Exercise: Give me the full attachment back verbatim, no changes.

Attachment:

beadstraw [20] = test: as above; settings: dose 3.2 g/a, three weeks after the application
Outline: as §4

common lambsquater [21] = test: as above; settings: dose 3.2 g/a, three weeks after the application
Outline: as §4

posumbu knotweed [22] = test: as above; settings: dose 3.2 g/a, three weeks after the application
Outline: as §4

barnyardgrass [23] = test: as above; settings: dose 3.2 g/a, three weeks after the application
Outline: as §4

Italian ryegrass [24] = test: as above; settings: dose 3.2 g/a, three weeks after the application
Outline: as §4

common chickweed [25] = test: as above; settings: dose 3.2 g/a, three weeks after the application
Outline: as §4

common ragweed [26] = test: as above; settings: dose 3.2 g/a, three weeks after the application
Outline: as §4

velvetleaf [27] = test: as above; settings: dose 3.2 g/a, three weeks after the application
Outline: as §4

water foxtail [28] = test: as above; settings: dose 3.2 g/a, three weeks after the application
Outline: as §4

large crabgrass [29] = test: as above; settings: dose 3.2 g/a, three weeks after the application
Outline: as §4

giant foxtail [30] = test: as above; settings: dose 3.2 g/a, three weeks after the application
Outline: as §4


beadstraw [20] = test: as above; settings: dose 3.2 g/a, three weeks after the application
Outline: as §4

common lambsquater [21] = test: as above; settings: dose 3.2 g/a, three weeks after the application
Outline: as §4

posumbu knotweed [22] = test: as above; settings: dose 3.2 g/a, three weeks after the application
Outline: as §4

barnyardgrass [23] = test: as above; settings: dose 3.2 g/a, three weeks after the application
Outline: as §4

Italian ryegrass [24] = test: as above; settings: dose 3.2 g/a, three weeks after the application
Outline: as §4

common chickweed [25] = test: as above; settings: dose 3.2 g/a, three weeks after the application
Outline: as §4

common ragweed [26] = test: as above; settings: dose 3.2 g/a, three weeks after the application
Outline: as §4

velvetleaf [27] = test: as above; settings: dose 3.2 g/a, three weeks after the application
Outline: as §4

water foxtail [28] = test: as above; settings: dose 3.2 g/a, three weeks after the application
Outline: as §4

large crabgrass [29] = test: as above; settings: dose 3.2 g/a, three weeks after the application
Outline: as §4

giant foxtail [30] = test: as above; settings: dose 3.2 g/a, three weeks after the application
Outline: as §4